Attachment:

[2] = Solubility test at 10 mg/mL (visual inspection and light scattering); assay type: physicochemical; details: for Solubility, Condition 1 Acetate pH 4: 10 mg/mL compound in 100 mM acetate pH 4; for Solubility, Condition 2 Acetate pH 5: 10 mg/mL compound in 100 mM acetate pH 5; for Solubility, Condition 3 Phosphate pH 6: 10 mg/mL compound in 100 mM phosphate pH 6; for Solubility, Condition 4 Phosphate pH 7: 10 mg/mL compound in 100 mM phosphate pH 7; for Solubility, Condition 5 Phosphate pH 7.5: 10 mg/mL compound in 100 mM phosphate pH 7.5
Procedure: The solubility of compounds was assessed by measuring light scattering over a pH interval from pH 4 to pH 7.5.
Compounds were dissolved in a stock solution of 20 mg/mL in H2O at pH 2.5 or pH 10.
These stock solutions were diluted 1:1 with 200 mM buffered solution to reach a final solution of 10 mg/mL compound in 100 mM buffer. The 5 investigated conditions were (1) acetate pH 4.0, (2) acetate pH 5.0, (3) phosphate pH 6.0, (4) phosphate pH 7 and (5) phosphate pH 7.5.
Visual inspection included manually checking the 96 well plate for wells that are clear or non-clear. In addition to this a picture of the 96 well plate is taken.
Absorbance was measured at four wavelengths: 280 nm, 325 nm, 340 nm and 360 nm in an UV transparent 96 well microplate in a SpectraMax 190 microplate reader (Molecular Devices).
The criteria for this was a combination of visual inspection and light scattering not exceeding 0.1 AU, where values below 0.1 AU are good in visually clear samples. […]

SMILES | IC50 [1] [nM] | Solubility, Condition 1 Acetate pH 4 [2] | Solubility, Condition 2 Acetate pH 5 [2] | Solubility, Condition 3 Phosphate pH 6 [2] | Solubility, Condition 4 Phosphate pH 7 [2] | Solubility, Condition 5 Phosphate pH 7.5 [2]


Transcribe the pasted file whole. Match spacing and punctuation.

[2] = Solubility test at 10 mg/mL (visual inspection and light scattering); assay type: physicochemical; details: for Solubility, Condition 1 Acetate pH 4: 10 mg/mL compound in 100 mM acetate pH 4; for Solubility, Condition 2 Acetate pH 5: 10 mg/mL compound in 100 mM acetate pH 5; for Solubility, Condition 3 Phosphate pH 6: 10 mg/mL compound in 100 mM phosphate pH 6; for Solubility, Condition 4 Phosphate pH 7: 10 mg/mL compound in 100 mM phosphate pH 7; for Solubility, Condition 5 Phosphate pH 7.5: 10 mg/mL compound in 100 mM phosphate pH 7.5
Procedure: The solubility of compounds was assessed by measuring light scattering over a pH interval from pH 4 to pH 7.5.
Compounds were dissolved in a stock solution of 20 mg/mL in H2O at pH 2.5 or pH 10.
These stock solutions were diluted 1:1 with 200 mM buffered solution to reach a final solution of 10 mg/mL compound in 100 mM buffer. The 5 investigated conditions were (1) acetate pH 4.0, (2) acetate pH 5.0, (3) phosphate pH 6.0, (4) phosphate pH 7 and (5) phosphate pH 7.5.
Visual inspection included manually checking the 96 well plate for wells that are clear or non-clear. In addition to this a picture of the 96 well plate is taken.
Absorbance was measured at four wavelengths: 280 nm, 325 nm, 340 nm and 360 nm in an UV transparent 96 well microplate in a SpectraMax 190 microplate reader (Molecular Devices).
The criteria for this was a combination of visual inspection and light scattering not exceeding 0.1 AU, where values below 0.1 AU are good in visually clear samples. […]

SMILES | IC50 [1] [nM] | Solubility, Condition 1 Acetate pH 4 [2] | Solubility, Condition 2 Acetate pH 5 [2] | Solubility, Condition 3 Phosphate pH 6 [2] | Solubility, Condition 4 Phosphate pH 7 [2] | Solubility, Condition 5 Phosphate pH 7.5 [2]